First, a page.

Friday, April 29, 2011



Far-right parties gain amid resentment over economic battering of Hungary

Tensions have escalated between Hungarians and the Roma minority and vigilantes began patrolling towns, saying the government was not doing enough to ensure safety.
Roma families left their homes on Good Friday to escape potential violence involving a far-right vigilante group.
The buses pulling out of Gyöngyöspata made grim viewing on Good Friday.

They were carrying almost 300 Roma women and children away from their village in north-eastern Hungary, which holds the European Union presidency, where a far-right vigilante group, Defence Force, had set up an Easter training camp.

The Roma wanted to escape potential violence from the vigilantes, some of whom wore full military uniform and red berets, in the latest incident to highlight the dangerous tension between Hungary’s nationalists and its large Gypsy community.

Paramilitary groups like Defence Force have appeared in several villages where they claim the local police are unable to protect white Hungarians from “Gypsy crime”.

Most of them are linked to Jobbik, the Movement for a Better Hungary, which was founded in 2003 but just six years later won its first three seats in the European Parliament and last year took almost 17 per cent of votes to come third in a general election.

Jobbik rode a surge to the right in Hungarian politics, triggered by the implosion of the Socialists after former prime minister Ferenc Gyurcsány was heard in a leaked recording telling allies how his government had done nothing useful while in power and had lied to win re-election.

The leak triggered riots around the 50th anniversary of Hungary’s 1956 doomed uprising against Soviet domination, and fuelled not only the rise of Jobbik but the resurgence of Fidesz, the country’s main centre-right force, which had lost the previous two elections to the Socialists.

When Hungarians went to the polls again last April, the Socialists were in disarray, and barely scraped home ahead of Jobbik while Fidesz secured an unprecedented two-thirds majority in parliament.

Fidesz leader Viktor Orbán promised to root out corruption, crackdown on crime and restore pride and patriotism to a Hungary badly battered by the economic crisis, which forced it to seek a €20 billion international bailout and left many people in dire financial straits.

Jobbik promised to do the same in more radical terms, by focusing on the Roma as the major source of criminality and social unrest and by offering itself as an alternative to the entire post-communist political elite, including Fidesz, which had led the country into the mire.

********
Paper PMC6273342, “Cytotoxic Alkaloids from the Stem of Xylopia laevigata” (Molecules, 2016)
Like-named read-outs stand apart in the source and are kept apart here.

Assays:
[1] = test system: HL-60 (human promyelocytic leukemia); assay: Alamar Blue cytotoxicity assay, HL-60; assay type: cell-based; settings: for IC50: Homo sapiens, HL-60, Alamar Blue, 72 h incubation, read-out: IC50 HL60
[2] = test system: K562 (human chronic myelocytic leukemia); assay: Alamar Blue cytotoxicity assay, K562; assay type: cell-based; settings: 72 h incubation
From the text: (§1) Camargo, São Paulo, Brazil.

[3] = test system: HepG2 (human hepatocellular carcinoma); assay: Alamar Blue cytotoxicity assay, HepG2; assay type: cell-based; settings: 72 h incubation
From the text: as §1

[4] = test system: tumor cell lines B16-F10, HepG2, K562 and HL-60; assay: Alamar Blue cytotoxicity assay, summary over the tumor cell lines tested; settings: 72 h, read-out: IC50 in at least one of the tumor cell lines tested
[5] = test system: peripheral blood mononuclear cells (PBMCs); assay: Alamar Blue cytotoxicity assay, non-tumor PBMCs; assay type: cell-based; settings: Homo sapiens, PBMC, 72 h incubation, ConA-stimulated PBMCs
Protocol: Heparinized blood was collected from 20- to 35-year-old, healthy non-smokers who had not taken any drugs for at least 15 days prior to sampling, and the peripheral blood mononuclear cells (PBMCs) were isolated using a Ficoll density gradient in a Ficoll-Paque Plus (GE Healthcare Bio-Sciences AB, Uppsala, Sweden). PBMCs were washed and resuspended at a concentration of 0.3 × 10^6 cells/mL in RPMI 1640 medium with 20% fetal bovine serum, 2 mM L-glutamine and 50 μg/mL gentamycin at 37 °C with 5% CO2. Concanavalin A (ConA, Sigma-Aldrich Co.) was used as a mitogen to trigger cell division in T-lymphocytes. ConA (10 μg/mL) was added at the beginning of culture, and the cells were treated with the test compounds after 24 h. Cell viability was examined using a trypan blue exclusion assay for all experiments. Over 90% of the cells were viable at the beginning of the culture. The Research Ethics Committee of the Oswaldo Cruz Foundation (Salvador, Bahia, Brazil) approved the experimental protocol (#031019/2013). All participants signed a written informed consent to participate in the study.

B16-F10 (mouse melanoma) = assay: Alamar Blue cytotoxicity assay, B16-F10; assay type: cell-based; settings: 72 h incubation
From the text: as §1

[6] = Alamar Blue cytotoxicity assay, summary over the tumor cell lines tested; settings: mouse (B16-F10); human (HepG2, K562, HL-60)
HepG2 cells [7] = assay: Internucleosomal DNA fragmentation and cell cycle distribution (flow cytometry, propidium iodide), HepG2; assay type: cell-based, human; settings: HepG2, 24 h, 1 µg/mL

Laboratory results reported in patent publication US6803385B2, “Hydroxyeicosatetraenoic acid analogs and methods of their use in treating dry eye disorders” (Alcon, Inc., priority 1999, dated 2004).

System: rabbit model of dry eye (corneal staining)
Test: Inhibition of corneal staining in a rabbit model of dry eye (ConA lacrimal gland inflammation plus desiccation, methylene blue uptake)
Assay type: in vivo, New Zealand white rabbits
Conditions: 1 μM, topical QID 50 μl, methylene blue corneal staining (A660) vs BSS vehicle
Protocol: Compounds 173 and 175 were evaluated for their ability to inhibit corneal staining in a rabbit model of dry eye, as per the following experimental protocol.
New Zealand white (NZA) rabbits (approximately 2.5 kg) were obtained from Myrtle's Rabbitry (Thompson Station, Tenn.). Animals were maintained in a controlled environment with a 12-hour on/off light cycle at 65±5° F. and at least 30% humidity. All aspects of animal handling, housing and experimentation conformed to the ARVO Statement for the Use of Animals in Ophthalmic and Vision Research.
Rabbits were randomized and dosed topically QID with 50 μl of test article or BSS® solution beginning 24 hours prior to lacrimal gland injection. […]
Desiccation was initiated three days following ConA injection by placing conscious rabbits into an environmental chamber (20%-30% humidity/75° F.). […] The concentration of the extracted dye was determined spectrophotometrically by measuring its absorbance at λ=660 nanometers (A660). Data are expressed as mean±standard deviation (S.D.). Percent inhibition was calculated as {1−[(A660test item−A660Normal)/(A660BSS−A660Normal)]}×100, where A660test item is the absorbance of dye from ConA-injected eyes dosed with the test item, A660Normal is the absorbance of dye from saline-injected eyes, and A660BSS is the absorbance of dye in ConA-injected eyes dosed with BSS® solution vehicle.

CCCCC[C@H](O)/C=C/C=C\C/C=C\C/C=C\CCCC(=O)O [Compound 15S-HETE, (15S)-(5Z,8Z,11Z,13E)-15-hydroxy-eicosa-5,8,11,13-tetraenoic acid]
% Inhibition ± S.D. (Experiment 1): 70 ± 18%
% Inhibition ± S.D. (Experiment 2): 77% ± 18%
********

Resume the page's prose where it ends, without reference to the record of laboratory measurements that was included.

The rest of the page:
The party appealed to many Hungarians who had failed to prosper after 1989 under a succession of centre-left and centre-right governments, who resented living in long neglected, crime-riddled districts alongside Roma, and who saw no benefits from EU membership.

As much of the working class abandoned the Socialists, a significant portion saw little prospect for improvement under Orbán, who had already served as premier from 1998 to 2002, and sought a distinct break with the political past by turning to Jobbik.

The party’s depiction of a small, brave country laid low by traitors and foreigners chimes with a popular view of national history, which centres on the 1920 Treaty of Trianon that stripped vast territories from Hungary, and on the rebels’ 1956 defeat to the Red Army and its local vassals.

Keen to distinguish itself from the “out of touch” main parties, Jobbik campaigned hard at local level on local issues, and additionally made its presence felt in the regions through the Hungarian Guard, which was founded in 2007 by Jobbik leader Gábor Vona.

While the guard called itself an innocent defender of Hungarian values and traditions, critics denounced it as an anti-Roma, anti-Semitic, homophobic paramilitary group whose uniform and symbols were reminiscent of those used by the country’s wartime fascist rulers.

Hungary banned the guard in 2009, but it has reappeared in various forms under slightly different names, and is mirrored in groups like Defence Force and other uniformed volunteer organisations that march and conduct “patrols” in Roma districts.

The Fidesz government, which sought to play down the departure of the Gyöngyöspata Roma, has vowed to prevent such patrols.

But it is also wary of driving its own “soft nationalist” supporters into the arms of Jobbik, an ally in Brussels of the British National Party which could benefit if Fidesz, currently Hungary’s only major mainstream political force, fails to revive a struggling economy and soothe social divisions.

Hungary’s slide to the right has unnerved neighbouring states, where many ethnic Hungarians live due to the carve-up of Trianon.

Budapest’s recent relations with Slovakia have been especially tense, particularly when the far-right Slovak National Party was a member of the ruling coalition from 2006 to 2010.

Party leader Ján Slota is well known for his antipathy towards Hungarians and Roma, having threatened to drive tanks into Budapest and called a “a small yard and a long whip” the best means of resolving Roma issues.

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